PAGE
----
Interested in the history behind Italian last names? Want to know where some common Italian last names get their meaning from? Our guide to Italian surnames gives you the facts & information you want to know.
The inherited title that accompanies your given name is known as the surname. It is an identification of the family that you belong to hence it is also known as the family name. The use of surnames was not part of the norm in ancient times but the ancient civilization of Rome is credited for giving birth to the trend of surnames and nicknames to identify the family background and characterize the individual. The nobility of Venice actively began to incorporate the use of the surname in the year 1000. The trend gradually transcended throughout society and in 1564 the Council of Trento made it official.
Origin of Italian Last Names
It is interesting to note that initially most surnames were the name of the individual’s father. For example Berardo di Giovanni meant Berardo son of Giovanni. In some cases however the father would be a relatively unknown person in society or the individual may have his roots from outside the region. In that case the name of his place of origin was added as his surname or the particular job that he worked in, for example Alessandro di Genova for his place of origin. This kind of surname is known as toponymic. Once the individual had established a surname his descendants were most likely to maintain the name even if they happened to change their occupation.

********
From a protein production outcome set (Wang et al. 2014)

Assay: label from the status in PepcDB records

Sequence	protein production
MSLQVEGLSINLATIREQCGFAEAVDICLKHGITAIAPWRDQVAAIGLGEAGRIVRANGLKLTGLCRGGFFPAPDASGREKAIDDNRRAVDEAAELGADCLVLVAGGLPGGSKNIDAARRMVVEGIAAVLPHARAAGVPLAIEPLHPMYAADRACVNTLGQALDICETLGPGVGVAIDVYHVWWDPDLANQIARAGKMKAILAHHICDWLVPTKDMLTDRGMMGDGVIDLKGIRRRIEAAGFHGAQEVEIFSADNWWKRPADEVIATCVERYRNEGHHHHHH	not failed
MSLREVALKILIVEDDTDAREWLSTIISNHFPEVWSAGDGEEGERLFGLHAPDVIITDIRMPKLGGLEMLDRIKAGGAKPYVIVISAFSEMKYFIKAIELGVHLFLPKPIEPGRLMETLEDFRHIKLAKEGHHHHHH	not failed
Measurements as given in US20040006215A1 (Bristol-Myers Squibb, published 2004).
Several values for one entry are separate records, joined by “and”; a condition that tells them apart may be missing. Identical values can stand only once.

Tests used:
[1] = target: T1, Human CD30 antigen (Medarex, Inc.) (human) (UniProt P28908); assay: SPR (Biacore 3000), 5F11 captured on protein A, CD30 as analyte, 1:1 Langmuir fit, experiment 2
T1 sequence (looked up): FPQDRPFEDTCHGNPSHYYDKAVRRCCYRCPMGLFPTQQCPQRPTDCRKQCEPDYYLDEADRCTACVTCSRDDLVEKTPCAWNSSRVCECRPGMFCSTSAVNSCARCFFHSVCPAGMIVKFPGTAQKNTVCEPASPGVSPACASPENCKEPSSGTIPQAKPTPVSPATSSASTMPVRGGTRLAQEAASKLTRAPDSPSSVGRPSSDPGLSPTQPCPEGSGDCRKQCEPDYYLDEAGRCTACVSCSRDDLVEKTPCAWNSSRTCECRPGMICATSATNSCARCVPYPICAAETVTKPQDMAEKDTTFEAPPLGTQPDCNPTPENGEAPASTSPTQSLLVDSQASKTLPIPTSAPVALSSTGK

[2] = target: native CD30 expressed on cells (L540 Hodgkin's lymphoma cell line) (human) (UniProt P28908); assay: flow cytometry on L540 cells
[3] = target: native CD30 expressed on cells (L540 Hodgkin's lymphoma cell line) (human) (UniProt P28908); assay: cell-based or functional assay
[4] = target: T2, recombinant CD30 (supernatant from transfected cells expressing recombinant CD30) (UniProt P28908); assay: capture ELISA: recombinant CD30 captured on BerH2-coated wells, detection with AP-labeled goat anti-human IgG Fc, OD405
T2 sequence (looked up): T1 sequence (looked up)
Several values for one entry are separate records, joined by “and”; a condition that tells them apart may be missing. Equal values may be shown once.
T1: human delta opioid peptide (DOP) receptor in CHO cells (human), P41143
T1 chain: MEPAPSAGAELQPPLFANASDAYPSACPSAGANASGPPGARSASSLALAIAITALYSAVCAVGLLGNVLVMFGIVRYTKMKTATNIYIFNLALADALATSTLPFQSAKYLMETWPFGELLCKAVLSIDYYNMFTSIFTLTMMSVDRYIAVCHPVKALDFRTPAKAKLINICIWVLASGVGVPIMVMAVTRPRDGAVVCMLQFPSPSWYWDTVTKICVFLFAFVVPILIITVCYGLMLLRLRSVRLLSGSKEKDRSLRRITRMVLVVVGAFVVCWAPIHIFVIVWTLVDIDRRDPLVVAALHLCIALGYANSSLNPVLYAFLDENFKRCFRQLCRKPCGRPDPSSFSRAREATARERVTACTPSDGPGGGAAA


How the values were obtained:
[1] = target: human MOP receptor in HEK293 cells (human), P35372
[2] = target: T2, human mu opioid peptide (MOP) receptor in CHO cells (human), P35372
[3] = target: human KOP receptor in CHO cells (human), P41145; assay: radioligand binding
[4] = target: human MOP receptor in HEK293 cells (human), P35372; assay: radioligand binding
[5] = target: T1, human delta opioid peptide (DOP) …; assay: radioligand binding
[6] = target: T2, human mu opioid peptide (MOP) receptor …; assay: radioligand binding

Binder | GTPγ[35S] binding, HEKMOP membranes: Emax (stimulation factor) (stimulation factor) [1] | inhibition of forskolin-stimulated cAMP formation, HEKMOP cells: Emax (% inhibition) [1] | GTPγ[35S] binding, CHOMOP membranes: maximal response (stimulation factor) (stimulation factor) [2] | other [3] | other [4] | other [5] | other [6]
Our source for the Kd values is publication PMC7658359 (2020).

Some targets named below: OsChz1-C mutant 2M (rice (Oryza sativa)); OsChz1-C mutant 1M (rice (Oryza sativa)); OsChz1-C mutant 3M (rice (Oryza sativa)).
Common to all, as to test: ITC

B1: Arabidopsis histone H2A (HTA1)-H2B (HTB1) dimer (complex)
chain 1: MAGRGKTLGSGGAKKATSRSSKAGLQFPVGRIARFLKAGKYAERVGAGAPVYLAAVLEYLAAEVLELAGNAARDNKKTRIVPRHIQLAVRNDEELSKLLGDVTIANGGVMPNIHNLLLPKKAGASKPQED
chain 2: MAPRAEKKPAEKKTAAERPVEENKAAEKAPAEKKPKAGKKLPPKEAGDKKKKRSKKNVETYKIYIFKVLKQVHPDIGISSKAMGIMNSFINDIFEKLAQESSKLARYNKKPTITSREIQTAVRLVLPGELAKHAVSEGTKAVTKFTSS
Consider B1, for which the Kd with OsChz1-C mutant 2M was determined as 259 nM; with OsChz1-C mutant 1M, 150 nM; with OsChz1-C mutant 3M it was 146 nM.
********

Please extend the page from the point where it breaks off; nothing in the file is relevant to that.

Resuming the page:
Italy is a country that has many dialects which is why you will see that there is a wide variety of surnames in the region. Minor differences in dialects change the pronunciation as well as the meaning of a particular name. The singular word Grasso becomes Grassi as a plural. On the whole Italian surnames can be categorized in a very interesting manner.
The widest of these categories is Patronymics which is the most popular form of surnames in almost all the cultures of the world. This is the process of developing a surname based on the blood ties of an individual. The most common of these being the child taking on his fathers name as the surname. Di Giovanni Johnson, D’Anglo and Colianni which means son of Nicola and grandson of Giovanni are some examples. As in the case of the toponymics one was assigned the name of his original homeland there were other cases where people were given surnames based on the local area where they lived. An example would be Fontana, from the fountain or Della Valle from the Valley.
Occupation based Italian Last Names
Immigrants were given the surname in accordance with their geographical origins. Febbri as carpenter and Ferrari as Smith are examples of surnames derived from occupations. In some cases people were given surnames that were actually nick names based on some ironical element in their character. For example a short person may be called as Piccoli or a savage by the name of Selvaggi. You will find that people have ended up with really funny nick names due to this process which may even be embarrassing in some cases. Take for example the name Pappalardo that means “that who eats lard”.